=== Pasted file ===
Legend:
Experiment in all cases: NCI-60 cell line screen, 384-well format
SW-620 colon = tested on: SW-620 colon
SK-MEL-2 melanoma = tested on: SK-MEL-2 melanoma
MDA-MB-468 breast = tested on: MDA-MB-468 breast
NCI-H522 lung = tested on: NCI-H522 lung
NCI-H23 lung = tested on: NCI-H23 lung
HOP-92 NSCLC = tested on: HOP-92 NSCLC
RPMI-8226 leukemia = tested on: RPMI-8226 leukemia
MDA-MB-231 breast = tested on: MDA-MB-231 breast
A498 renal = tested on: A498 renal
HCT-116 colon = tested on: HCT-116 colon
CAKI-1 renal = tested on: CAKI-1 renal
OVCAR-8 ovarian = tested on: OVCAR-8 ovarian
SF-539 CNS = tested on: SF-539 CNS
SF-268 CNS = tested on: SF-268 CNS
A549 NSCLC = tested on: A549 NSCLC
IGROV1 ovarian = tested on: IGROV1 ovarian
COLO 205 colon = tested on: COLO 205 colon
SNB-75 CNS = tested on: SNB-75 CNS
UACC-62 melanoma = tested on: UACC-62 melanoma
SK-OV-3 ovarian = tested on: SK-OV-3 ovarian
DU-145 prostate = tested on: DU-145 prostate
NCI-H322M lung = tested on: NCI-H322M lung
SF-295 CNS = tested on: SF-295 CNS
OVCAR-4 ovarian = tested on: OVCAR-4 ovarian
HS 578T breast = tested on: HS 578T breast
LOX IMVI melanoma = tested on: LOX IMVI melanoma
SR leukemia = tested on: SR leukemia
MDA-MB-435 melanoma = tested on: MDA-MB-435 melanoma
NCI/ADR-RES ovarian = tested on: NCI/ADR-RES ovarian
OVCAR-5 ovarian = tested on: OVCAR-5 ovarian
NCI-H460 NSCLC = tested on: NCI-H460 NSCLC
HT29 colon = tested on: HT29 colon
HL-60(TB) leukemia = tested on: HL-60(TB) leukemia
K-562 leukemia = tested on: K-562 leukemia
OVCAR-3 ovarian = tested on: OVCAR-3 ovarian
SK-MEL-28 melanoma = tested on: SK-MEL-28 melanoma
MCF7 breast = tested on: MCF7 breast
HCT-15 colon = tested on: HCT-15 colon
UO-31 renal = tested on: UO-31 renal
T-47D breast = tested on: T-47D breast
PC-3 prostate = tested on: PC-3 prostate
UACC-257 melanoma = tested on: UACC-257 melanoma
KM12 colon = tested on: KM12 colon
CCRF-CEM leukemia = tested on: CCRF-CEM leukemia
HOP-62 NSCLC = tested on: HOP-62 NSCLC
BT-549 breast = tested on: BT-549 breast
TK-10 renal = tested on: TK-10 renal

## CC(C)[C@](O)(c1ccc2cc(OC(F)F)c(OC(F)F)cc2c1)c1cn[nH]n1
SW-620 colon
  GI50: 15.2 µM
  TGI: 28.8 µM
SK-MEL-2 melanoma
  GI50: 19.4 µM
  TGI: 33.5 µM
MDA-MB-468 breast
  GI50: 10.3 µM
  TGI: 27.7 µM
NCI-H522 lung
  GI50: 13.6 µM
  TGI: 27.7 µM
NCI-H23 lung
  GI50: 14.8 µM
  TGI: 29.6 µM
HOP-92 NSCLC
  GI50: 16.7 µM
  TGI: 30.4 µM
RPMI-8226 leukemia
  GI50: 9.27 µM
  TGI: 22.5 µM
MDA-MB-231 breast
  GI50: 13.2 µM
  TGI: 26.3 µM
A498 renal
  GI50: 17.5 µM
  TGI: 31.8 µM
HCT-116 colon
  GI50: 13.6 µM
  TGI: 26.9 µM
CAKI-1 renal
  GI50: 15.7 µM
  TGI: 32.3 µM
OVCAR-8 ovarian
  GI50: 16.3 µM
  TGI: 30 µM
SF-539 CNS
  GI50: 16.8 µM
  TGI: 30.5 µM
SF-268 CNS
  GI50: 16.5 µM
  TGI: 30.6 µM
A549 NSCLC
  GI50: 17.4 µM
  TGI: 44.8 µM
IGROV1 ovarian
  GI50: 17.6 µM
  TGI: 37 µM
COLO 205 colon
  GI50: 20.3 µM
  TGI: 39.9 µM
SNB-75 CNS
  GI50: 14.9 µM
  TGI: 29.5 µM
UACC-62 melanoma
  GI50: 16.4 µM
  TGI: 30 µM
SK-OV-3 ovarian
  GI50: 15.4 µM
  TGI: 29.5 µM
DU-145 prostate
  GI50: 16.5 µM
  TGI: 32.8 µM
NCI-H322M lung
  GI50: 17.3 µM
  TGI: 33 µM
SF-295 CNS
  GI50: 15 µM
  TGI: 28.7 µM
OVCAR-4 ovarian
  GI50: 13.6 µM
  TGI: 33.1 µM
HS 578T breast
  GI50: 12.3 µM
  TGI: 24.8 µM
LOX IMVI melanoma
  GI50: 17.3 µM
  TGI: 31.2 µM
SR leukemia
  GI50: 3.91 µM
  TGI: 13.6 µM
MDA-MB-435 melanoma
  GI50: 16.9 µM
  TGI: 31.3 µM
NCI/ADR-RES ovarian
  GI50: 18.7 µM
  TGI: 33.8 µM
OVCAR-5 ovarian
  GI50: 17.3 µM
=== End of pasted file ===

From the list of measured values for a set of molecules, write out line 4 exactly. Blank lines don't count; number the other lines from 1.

SK-MEL-2 melanoma = tested on: SK-MEL-2 melanoma